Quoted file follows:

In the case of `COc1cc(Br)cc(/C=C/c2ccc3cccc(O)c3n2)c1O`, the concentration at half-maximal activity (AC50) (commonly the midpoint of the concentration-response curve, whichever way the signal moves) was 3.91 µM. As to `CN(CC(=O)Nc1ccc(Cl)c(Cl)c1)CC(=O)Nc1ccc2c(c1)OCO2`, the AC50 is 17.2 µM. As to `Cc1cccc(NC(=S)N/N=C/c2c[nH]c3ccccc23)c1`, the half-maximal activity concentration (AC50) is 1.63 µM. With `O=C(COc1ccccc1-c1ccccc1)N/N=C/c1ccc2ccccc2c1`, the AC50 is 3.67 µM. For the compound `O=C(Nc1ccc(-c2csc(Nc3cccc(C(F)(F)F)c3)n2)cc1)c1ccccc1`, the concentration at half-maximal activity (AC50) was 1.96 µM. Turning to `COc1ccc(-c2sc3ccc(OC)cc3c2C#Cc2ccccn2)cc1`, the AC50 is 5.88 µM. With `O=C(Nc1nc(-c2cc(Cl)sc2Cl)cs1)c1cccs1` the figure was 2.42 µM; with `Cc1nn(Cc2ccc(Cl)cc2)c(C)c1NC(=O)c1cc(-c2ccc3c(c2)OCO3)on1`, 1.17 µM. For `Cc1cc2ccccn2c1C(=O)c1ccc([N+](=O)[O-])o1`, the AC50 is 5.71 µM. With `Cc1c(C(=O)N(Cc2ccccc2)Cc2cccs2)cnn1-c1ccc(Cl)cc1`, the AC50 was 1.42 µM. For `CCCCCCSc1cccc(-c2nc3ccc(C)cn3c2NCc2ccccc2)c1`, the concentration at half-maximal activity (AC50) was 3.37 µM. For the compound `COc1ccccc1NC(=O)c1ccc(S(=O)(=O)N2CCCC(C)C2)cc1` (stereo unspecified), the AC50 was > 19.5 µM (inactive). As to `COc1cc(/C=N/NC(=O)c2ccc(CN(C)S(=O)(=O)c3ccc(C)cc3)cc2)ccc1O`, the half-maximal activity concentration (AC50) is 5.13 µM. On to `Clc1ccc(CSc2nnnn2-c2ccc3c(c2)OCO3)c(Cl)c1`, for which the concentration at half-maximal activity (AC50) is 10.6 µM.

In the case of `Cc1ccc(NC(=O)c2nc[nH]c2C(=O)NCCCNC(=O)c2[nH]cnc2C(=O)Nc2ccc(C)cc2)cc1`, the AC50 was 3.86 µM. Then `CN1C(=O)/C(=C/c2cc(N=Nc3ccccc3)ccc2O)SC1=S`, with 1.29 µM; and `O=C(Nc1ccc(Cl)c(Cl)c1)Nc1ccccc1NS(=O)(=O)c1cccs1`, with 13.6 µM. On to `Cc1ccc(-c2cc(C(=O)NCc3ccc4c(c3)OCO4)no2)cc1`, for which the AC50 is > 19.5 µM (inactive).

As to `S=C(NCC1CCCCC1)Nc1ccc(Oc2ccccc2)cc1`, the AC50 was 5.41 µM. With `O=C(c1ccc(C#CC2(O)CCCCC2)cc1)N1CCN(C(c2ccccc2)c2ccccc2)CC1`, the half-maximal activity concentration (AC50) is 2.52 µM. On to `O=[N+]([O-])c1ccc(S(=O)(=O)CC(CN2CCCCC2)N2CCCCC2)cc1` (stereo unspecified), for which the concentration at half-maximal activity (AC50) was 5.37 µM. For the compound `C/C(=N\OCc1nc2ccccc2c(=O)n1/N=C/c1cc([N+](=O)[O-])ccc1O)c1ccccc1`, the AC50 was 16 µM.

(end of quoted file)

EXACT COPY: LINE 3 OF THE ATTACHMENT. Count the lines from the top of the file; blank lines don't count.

As to `S=C(NCC1CCCCC1)Nc1ccc(Oc2ccccc2)cc1`, the AC50 was 5.41 µM. With `O=C(c1ccc(C#CC2(O)CCCCC2)cc1)N1CCN(C(c2ccccc2)c2ccccc2)CC1`, the half-maximal activity concentration (AC50) is 2.52 µM. On to `O=[N+]([O-])c1ccc(S(=O)(=O)CC(CN2CCCCC2)N2CCCCC2)cc1` (stereo unspecified), for which the concentration at half-maximal activity (AC50) was 5.37 µM. For the compound `C/C(=N\OCc1nc2ccccc2c(=O)n1/N=C/c1cc([N+](=O)[O-])ccc1O)c1ccccc1`, the AC50 was 16 µM.